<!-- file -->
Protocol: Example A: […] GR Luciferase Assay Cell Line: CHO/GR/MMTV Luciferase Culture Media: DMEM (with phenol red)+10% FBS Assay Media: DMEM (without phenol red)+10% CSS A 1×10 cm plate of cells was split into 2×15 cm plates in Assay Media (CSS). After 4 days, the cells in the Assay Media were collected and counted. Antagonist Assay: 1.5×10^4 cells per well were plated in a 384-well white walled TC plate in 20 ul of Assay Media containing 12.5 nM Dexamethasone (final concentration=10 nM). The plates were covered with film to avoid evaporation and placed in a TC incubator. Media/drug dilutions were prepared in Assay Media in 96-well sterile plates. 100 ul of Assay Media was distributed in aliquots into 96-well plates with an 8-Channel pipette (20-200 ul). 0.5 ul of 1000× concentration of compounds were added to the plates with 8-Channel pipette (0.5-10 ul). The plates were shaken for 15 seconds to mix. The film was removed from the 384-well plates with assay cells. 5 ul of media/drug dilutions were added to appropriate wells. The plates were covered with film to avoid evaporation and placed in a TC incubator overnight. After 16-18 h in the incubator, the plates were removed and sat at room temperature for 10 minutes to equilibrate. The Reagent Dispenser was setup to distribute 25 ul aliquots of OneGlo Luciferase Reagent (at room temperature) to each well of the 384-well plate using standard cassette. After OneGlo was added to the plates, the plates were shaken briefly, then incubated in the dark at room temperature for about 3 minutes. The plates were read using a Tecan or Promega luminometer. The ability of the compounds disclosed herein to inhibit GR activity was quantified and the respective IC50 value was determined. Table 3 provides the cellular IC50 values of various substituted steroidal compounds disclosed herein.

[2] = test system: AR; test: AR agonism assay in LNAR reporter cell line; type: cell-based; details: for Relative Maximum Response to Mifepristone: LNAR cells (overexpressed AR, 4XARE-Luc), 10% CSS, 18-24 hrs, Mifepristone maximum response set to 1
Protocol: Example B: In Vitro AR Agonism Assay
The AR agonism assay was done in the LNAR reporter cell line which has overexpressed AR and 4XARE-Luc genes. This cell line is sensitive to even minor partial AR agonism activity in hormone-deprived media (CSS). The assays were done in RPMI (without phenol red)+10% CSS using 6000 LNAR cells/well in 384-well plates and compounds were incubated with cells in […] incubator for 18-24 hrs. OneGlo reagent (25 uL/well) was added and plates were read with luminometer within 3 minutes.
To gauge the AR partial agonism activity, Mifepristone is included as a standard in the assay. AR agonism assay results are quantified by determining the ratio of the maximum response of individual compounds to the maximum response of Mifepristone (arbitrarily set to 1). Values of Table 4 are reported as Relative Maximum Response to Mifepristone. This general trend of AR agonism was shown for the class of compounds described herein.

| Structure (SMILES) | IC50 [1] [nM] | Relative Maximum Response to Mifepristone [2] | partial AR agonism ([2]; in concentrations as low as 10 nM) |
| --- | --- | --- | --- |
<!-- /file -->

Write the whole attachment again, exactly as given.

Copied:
Protocol: Example A: […] GR Luciferase Assay Cell Line: CHO/GR/MMTV Luciferase Culture Media: DMEM (with phenol red)+10% FBS Assay Media: DMEM (without phenol red)+10% CSS A 1×10 cm plate of cells was split into 2×15 cm plates in Assay Media (CSS). After 4 days, the cells in the Assay Media were collected and counted. Antagonist Assay: 1.5×10^4 cells per well were plated in a 384-well white walled TC plate in 20 ul of Assay Media containing 12.5 nM Dexamethasone (final concentration=10 nM). The plates were covered with film to avoid evaporation and placed in a TC incubator. Media/drug dilutions were prepared in Assay Media in 96-well sterile plates. 100 ul of Assay Media was distributed in aliquots into 96-well plates with an 8-Channel pipette (20-200 ul). 0.5 ul of 1000× concentration of compounds were added to the plates with 8-Channel pipette (0.5-10 ul). The plates were shaken for 15 seconds to mix. The film was removed from the 384-well plates with assay cells. 5 ul of media/drug dilutions were added to appropriate wells. The plates were covered with film to avoid evaporation and placed in a TC incubator overnight. After 16-18 h in the incubator, the plates were removed and sat at room temperature for 10 minutes to equilibrate. The Reagent Dispenser was setup to distribute 25 ul aliquots of OneGlo Luciferase Reagent (at room temperature) to each well of the 384-well plate using standard cassette. After OneGlo was added to the plates, the plates were shaken briefly, then incubated in the dark at room temperature for about 3 minutes. The plates were read using a Tecan or Promega luminometer. The ability of the compounds disclosed herein to inhibit GR activity was quantified and the respective IC50 value was determined. Table 3 provides the cellular IC50 values of various substituted steroidal compounds disclosed herein.

[2] = test system: AR; test: AR agonism assay in LNAR reporter cell line; type: cell-based; details: for Relative Maximum Response to Mifepristone: LNAR cells (overexpressed AR, 4XARE-Luc), 10% CSS, 18-24 hrs, Mifepristone maximum response set to 1
Protocol: Example B: In Vitro AR Agonism Assay
The AR agonism assay was done in the LNAR reporter cell line which has overexpressed AR and 4XARE-Luc genes. This cell line is sensitive to even minor partial AR agonism activity in hormone-deprived media (CSS). The assays were done in RPMI (without phenol red)+10% CSS using 6000 LNAR cells/well in 384-well plates and compounds were incubated with cells in […] incubator for 18-24 hrs. OneGlo reagent (25 uL/well) was added and plates were read with luminometer within 3 minutes.
To gauge the AR partial agonism activity, Mifepristone is included as a standard in the assay. AR agonism assay results are quantified by determining the ratio of the maximum response of individual compounds to the maximum response of Mifepristone (arbitrarily set to 1). Values of Table 4 are reported as Relative Maximum Response to Mifepristone. This general trend of AR agonism was shown for the class of compounds described herein.

| Structure (SMILES) | IC50 [1] [nM] | Relative Maximum Response to Mifepristone [2] | partial AR agonism ([2]; in concentrations as low as 10 nM) |
| --- | --- | --- | --- |